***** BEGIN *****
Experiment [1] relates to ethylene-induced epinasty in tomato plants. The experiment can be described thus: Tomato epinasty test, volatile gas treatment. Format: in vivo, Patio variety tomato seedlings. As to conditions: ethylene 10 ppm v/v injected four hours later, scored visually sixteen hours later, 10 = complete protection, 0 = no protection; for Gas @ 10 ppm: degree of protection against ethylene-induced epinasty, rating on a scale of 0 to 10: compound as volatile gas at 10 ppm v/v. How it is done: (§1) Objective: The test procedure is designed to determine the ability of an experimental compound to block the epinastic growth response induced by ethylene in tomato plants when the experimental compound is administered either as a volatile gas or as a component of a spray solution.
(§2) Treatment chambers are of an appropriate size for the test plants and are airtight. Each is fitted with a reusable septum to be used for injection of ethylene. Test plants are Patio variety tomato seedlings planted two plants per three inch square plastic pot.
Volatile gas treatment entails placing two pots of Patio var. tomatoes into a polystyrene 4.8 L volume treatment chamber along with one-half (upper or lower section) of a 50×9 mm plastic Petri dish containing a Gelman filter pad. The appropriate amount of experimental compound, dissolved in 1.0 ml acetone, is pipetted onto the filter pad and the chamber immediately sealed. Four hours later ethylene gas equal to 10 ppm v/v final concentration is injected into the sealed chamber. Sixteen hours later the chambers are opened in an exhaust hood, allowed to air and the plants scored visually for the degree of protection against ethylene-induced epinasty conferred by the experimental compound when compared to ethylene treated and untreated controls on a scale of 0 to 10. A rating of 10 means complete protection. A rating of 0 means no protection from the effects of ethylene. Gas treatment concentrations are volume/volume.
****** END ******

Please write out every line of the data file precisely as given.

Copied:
Experiment [1] relates to ethylene-induced epinasty in tomato plants. The experiment can be described thus: Tomato epinasty test, volatile gas treatment. Format: in vivo, Patio variety tomato seedlings. As to conditions: ethylene 10 ppm v/v injected four hours later, scored visually sixteen hours later, 10 = complete protection, 0 = no protection; for Gas @ 10 ppm: degree of protection against ethylene-induced epinasty, rating on a scale of 0 to 10: compound as volatile gas at 10 ppm v/v. How it is done: (§1) Objective: The test procedure is designed to determine the ability of an experimental compound to block the epinastic growth response induced by ethylene in tomato plants when the experimental compound is administered either as a volatile gas or as a component of a spray solution.
(§2) Treatment chambers are of an appropriate size for the test plants and are airtight. Each is fitted with a reusable septum to be used for injection of ethylene. Test plants are Patio variety tomato seedlings planted two plants per three inch square plastic pot.
Volatile gas treatment entails placing two pots of Patio var. tomatoes into a polystyrene 4.8 L volume treatment chamber along with one-half (upper or lower section) of a 50×9 mm plastic Petri dish containing a Gelman filter pad. The appropriate amount of experimental compound, dissolved in 1.0 ml acetone, is pipetted onto the filter pad and the chamber immediately sealed. Four hours later ethylene gas equal to 10 ppm v/v final concentration is injected into the sealed chamber. Sixteen hours later the chambers are opened in an exhaust hood, allowed to air and the plants scored visually for the degree of protection against ethylene-induced epinasty conferred by the experimental compound when compared to ethylene treated and untreated controls on a scale of 0 to 10. A rating of 10 means complete protection. A rating of 0 means no protection from the effects of ethylene. Gas treatment concentrations are volume/volume.